How to Write Compound Sentences

In order for students to attain the highest levels of fluency and formality in their writing, new strategies and techniques must be investigated. Of these strategies, mastery of the compound sentence is essential. Furthermore, introducing a classroom of beginner writers to the compound sentence structure is a great way to increase writing motivation, since the lessons are both easy to teach and to understand.  The students will be amazed by the immediate improvement in their writing abilities. 

Instruction of the compound sentence is probably the best place to begin a more advanced writing lesson. The students will see first-hand that any series of simple sentences, when combined with a coordinating conjunction, will immediately sound more fluent.  Learning how to create compound sentences will also eliminate the “choppy effect” that many simple sentences alone can create. In order to effectively establish this lesson, the classroom must first be exposed to a series of simple sentences.  Of course, the difficulty of the sentence will depend greatly on their grade and comprehension level. 

Here is an example of how a typical lesson can be run.  First the teacher should hand out a sheet containing a variety of simple sentences. After the students have looked over the sheet, the teacher can then begin reading the sentences, emphasizing the “choppiness” of the words.  Next, verify with the students that the sentences do in fact sound short and unprofessional.  Tell them that, when proofreading their own writings, if they encounter this effect, there is a way to fix it.

After bringing the classroom’s attention to the front of the room, display a list of commonly used coordinating conjunctions.  It also may be effective, depending on the grade level, to define what a coordinating conjunction is.  Typically, a 3rd or 4th grade class can start being exposed to this grammatical concept, since it will be scaffolded many times throughout their school career.  This can either be a pre-written list hidden behind a screen on the white board, or something displayed from an overhead projector.  The students should not see the list beforehand, as it may diminish the lesson’s effectiveness.  A sample list may look something like this:

Common Coordinating Conjunctions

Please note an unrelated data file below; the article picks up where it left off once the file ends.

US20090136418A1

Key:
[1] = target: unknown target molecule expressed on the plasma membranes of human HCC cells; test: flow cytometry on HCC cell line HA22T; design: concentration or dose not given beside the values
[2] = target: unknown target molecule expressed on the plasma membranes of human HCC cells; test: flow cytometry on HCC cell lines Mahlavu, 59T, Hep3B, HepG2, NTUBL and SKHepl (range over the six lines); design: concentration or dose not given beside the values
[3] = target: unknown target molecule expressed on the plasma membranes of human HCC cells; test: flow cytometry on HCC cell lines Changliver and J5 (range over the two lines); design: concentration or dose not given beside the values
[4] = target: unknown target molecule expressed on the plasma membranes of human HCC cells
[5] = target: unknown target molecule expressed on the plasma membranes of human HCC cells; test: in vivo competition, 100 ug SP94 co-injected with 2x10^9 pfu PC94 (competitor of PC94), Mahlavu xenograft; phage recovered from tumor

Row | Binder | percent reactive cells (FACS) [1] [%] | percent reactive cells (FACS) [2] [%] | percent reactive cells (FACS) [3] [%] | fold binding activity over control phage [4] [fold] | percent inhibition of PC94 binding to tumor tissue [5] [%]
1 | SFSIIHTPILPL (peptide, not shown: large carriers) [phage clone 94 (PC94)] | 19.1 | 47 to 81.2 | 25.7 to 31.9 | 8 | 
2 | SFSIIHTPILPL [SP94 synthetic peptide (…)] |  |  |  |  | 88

Conjunction: A word used to join two smaller sentences.

Common Coordinating Conjunctions:

and, if, but, so

At this point in the lesson, it is important to inform the classroom the one main lesson that accompanies this rule:  In order to combine the sentences, the students must insert a comma, and then the coordinating conjunction.  Now the hands-on part of the lesson can begin.

In this example, the sentences used are appropriate for 3rd to 4th grade levels.  The teacher must use their own judgment to come up with appropriate sentences.  Also, it is important to have the same sentences written on the board, behind the screen, or on the overhead.

Example:

I got up this morning. I took a shower.

 Ask the students how they can fix these sentences using one of the coordination conjunctions given.  Instinctively, many, if not all, will be able to choose the correct one.  Support and reinforce this lesson with 15 -20 sentences. 

For the next part of the lesson, have a pre-written story that is all made up of simple sentences.  Below the short story (no more than a paragraph in length), have lines where the story can be re-written.  The students will re-write the story using the techniques they learned in class, forming compound sentences out of smaller, simple ones.  The following could be an example of what the classroom may be required to rewrite:

John woke up late.  He jumped out of bed.  He looked at the clock.  He quickly ran to the shower.  He felt panic.  He ran out the door.  He forgot his car keys.

This example highlights the various opportunities needed to utilize most of the common coordination conjunctions.  Try to come up with a paragraph that forces understanding of how each conjunction is used.

After learning how to combine simple sentences into longer, more formal sounding sentences, the classroom will immediately feel more satisfied with their writing skills.  There will be ample opportunities for students to practice these lessons, especially during writing workshops.  Here, the students can be given back samples of their own writing, and be instructed to “combine sentences to make them compound”.  Instantly, students will see the benefits of this lesson and be inspired to write longer, greater, and more formal sounding papers.